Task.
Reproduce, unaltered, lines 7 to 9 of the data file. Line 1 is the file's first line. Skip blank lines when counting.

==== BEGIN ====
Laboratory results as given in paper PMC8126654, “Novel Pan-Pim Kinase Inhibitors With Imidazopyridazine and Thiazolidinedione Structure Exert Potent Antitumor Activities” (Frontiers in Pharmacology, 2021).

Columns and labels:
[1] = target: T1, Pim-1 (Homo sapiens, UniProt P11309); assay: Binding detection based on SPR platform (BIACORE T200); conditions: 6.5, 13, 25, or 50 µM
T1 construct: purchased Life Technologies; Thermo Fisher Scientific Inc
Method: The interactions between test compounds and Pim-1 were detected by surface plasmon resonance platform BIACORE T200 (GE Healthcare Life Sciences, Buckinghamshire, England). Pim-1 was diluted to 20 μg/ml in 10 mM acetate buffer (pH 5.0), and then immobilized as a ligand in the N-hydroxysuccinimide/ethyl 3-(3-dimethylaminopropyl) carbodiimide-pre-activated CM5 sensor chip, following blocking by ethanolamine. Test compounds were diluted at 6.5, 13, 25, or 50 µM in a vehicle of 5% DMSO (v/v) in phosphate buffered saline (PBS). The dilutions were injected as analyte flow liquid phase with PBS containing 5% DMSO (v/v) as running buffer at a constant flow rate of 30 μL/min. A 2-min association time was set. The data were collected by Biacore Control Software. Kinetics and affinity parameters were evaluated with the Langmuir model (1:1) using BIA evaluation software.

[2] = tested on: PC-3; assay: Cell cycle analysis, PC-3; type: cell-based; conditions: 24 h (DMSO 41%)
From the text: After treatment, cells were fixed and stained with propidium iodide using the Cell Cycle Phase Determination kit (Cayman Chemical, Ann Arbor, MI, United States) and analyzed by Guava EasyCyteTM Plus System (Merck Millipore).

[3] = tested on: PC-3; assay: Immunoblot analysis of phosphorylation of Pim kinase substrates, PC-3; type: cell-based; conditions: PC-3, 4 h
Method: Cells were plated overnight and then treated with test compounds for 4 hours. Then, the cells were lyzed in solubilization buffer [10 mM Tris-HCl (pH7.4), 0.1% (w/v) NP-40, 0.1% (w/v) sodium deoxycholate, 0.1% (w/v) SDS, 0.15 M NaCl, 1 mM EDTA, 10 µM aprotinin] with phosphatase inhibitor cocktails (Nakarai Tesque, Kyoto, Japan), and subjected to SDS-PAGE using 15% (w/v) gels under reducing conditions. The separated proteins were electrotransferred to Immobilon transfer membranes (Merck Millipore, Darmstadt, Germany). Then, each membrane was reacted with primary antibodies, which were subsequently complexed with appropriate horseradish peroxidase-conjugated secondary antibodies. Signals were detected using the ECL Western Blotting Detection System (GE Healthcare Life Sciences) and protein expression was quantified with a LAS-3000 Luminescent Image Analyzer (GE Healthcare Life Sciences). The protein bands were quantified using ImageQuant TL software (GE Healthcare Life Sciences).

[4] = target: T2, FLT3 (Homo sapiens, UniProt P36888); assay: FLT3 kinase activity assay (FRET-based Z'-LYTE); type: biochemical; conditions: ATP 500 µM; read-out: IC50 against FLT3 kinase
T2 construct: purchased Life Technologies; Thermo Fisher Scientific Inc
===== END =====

From the text: After treatment, cells were fixed and stained with propidium iodide using the Cell Cycle Phase Determination kit (Cayman Chemical, Ann Arbor, MI, United States) and analyzed by Guava EasyCyteTM Plus System (Merck Millipore).

[3] = tested on: PC-3; assay: Immunoblot analysis of phosphorylation of Pim kinase substrates, PC-3; type: cell-based; conditions: PC-3, 4 h
Method: Cells were plated overnight and then treated with test compounds for 4 hours. Then, the cells were lyzed in solubilization buffer [10 mM Tris-HCl (pH7.4), 0.1% (w/v) NP-40, 0.1% (w/v) sodium deoxycholate, 0.1% (w/v) SDS, 0.15 M NaCl, 1 mM EDTA, 10 µM aprotinin] with phosphatase inhibitor cocktails (Nakarai Tesque, Kyoto, Japan), and subjected to SDS-PAGE using 15% (w/v) gels under reducing conditions. The separated proteins were electrotransferred to Immobilon transfer membranes (Merck Millipore, Darmstadt, Germany). Then, each membrane was reacted with primary antibodies, which were subsequently complexed with appropriate horseradish peroxidase-conjugated secondary antibodies. Signals were detected using the ECL Western Blotting Detection System (GE Healthcare Life Sciences) and protein expression was quantified with a LAS-3000 Luminescent Image Analyzer (GE Healthcare Life Sciences). The protein bands were quantified using ImageQuant TL software (GE Healthcare Life Sciences).